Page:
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In Emily Esfahani Smith's Ted Talk titled "There is more to life than being happy," she discusses that in her research, she has discovered four things that actually make people fulfilled. Combining her studies in psychology, neuroscience and philosophy, she stated the four pillars of fulfillment as follows: a sense of belonging, finding purposes (not the same thing as finding a job that makes you happy), stepping beyond yourself and storytelling.
With the multi-directional flow of immigration all over the world, economic, political and socio-cultural transnationalism is diminishing the effect of border-bound national identity. The experiences of 258 million people and those who directly/indirectly interact with these people are based on hybrid identities due to transnationalism.
In this sink or swim environment being fostered in the STEM community at Rutgers, weed out classes are yet another trial students have to be put through. According to the National Center for Education Statistics, almost half of the incoming STEM majors end up switching majors or dropping out of college.
In a New Jersey Transit safety training meeting for my town's Emergency Services staff (police, firefighters, EMS), the instructor eventually and inevitably brought up the topic of terrorism. I just remember thinking, “Here we go.” What was the first video he played? One made by ISIS. It starts with the words "Bismillah Al Rahman Al Rahim," which translates to "In the name of God, the Beneficient, the Merciful." What followed, was a short segment which displayed a device meant to derail trains simply by placing it on the track. It was not made of explosives or anything. It was just designed to interact with the train in a way that derailed it simply by placing it on the tracks.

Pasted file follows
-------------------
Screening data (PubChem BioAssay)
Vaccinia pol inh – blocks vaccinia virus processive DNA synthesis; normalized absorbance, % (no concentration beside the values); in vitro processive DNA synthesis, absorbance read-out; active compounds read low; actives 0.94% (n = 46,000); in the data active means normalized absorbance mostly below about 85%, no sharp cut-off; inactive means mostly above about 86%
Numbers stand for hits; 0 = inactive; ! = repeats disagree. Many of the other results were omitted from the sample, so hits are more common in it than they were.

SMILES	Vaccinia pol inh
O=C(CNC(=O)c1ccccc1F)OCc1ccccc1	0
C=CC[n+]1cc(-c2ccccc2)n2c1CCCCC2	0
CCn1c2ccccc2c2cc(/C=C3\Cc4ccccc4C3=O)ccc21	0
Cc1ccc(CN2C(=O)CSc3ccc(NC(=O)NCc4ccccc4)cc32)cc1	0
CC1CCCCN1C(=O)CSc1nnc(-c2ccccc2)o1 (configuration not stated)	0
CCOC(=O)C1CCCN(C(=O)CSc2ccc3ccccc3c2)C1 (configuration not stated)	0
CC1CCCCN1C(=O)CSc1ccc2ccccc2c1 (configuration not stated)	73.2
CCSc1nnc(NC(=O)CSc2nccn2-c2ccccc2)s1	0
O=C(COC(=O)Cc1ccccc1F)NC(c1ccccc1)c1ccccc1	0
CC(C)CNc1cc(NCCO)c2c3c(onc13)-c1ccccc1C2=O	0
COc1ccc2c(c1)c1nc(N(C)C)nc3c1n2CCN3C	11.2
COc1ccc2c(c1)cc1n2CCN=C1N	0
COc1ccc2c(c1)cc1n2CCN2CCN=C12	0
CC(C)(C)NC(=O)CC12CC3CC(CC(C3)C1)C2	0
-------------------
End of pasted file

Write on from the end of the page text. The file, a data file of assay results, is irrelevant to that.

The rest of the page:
Racism is much more than an abstract social concept.
It comes as no surprise that minorities face structural barriers when it comes to securing quality housing, healthcare, employment and education. The historical repercussions of American history in relation to minorities, especially Black people, are embedded into the cycle of poverty that entraps these groups.
Today, both India and Pakistan remain crippled by the narratives built around the memories of the crimes of the partition.
As witnesses to the atrocities of the Syrian crisis, it is crucial to raise this simple question: Does anybody have a plan? A real plan, beyond self-interest and maintaining alliances? A real plan that actually ends this international war subjecting Syrian civilians to torment and abuse?
If we take out the Syrians who are the actual and direct victims of warfare, there are quite a few parties who are set up to gain something from Syria's "civil" war. At the cost of mass brutal murder? Apparently, that is acceptable.
Alyssa Alhadeff. Scott Beigel. Martin Duque Anguiano. Nicholas Dworet. Aaron Feis. Jamie Guttenberg. Chris Hixon. Luke Hoyer. Cara Loughran. Gina Montalto. Joaquin Oliver. Alaina Petty. Meadow Pollack. Helena Ramsay. Alex Schachter. Carmen Schentrup. Peter Wang.
The bigotry that fosters a false sense of self-empowerment is actually rooted in ignorance. And if knowledge is power, then shouldn't the ignorant be deemed impotent? The actions of those among us and those in the positions above us speak volumes about the corruptibility of human nature as the elected President of this country is empowered enough to impose upon us bigotry in the form of a Muslim ban.
The cost of ending the government shutdown this week was the shutting down of something else: a lot of hope. When 33 Democrats in Senate voted to end the recent government shutdown with a temporary spending bill to Feb. 8 instead of resisting the pressure, the hope for DACA beneficiaries plunged a little deeper into the ground.
Sometimes when we’re traveling around campus on the infamous Rutgers buses, those air-conditioned boxes limit how much of New Brunswick we really see.
"Music has been a big part of my life for as long as I can remember.